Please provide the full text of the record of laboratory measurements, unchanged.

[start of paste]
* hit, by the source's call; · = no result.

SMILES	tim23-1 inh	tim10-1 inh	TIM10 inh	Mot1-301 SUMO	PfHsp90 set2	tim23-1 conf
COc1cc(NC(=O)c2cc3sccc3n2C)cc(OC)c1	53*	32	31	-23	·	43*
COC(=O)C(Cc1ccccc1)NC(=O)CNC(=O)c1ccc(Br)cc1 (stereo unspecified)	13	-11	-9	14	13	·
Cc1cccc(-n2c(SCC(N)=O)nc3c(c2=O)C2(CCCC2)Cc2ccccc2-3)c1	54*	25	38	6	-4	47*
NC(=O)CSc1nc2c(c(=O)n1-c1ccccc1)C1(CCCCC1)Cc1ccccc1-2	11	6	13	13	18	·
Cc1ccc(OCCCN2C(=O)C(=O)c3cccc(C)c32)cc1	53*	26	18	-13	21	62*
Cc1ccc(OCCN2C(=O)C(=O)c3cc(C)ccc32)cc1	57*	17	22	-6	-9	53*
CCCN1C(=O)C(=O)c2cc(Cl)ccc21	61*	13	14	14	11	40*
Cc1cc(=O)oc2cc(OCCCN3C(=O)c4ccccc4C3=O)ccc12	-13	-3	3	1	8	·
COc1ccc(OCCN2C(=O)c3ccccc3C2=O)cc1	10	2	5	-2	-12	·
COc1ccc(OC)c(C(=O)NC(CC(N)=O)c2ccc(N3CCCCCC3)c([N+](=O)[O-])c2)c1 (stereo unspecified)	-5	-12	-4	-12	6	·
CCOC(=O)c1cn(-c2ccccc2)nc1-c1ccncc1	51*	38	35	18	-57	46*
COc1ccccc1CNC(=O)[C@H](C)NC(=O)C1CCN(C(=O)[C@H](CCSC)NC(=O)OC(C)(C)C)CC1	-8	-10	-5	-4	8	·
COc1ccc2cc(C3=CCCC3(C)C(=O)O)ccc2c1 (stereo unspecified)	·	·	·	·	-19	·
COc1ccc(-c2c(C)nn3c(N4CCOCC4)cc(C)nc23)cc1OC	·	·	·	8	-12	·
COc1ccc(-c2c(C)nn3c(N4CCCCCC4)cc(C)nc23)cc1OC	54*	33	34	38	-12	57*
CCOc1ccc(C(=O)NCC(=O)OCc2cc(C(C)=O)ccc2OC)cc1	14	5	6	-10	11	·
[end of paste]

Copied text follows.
* hit, by the source's call; · = no result.

SMILES	tim23-1 inh	tim10-1 inh	TIM10 inh	Mot1-301 SUMO	PfHsp90 set2	tim23-1 conf
COc1cc(NC(=O)c2cc3sccc3n2C)cc(OC)c1	53*	32	31	-23	·	43*
COC(=O)C(Cc1ccccc1)NC(=O)CNC(=O)c1ccc(Br)cc1 (stereo unspecified)	13	-11	-9	14	13	·
Cc1cccc(-n2c(SCC(N)=O)nc3c(c2=O)C2(CCCC2)Cc2ccccc2-3)c1	54*	25	38	6	-4	47*
NC(=O)CSc1nc2c(c(=O)n1-c1ccccc1)C1(CCCCC1)Cc1ccccc1-2	11	6	13	13	18	·
Cc1ccc(OCCCN2C(=O)C(=O)c3cccc(C)c32)cc1	53*	26	18	-13	21	62*
Cc1ccc(OCCN2C(=O)C(=O)c3cc(C)ccc32)cc1	57*	17	22	-6	-9	53*
CCCN1C(=O)C(=O)c2cc(Cl)ccc21	61*	13	14	14	11	40*
Cc1cc(=O)oc2cc(OCCCN3C(=O)c4ccccc4C3=O)ccc12	-13	-3	3	1	8	·
COc1ccc(OCCN2C(=O)c3ccccc3C2=O)cc1	10	2	5	-2	-12	·
COc1ccc(OC)c(C(=O)NC(CC(N)=O)c2ccc(N3CCCCCC3)c([N+](=O)[O-])c2)c1 (stereo unspecified)	-5	-12	-4	-12	6	·
CCOC(=O)c1cn(-c2ccccc2)nc1-c1ccncc1	51*	38	35	18	-57	46*
COc1ccccc1CNC(=O)[C@H](C)NC(=O)C1CCN(C(=O)[C@H](CCSC)NC(=O)OC(C)(C)C)CC1	-8	-10	-5	-4	8	·
COc1ccc2cc(C3=CCCC3(C)C(=O)O)ccc2c1 (stereo unspecified)	·	·	·	·	-19	·
COc1ccc(-c2c(C)nn3c(N4CCOCC4)cc(C)nc23)cc1OC	·	·	·	8	-12	·
COc1ccc(-c2c(C)nn3c(N4CCCCCC4)cc(C)nc23)cc1OC	54*	33	34	38	-12	57*
CCOc1ccc(C(=O)NCC(=O)OCc2cc(C(C)=O)ccc2OC)cc1	14	5	6	-10	11	·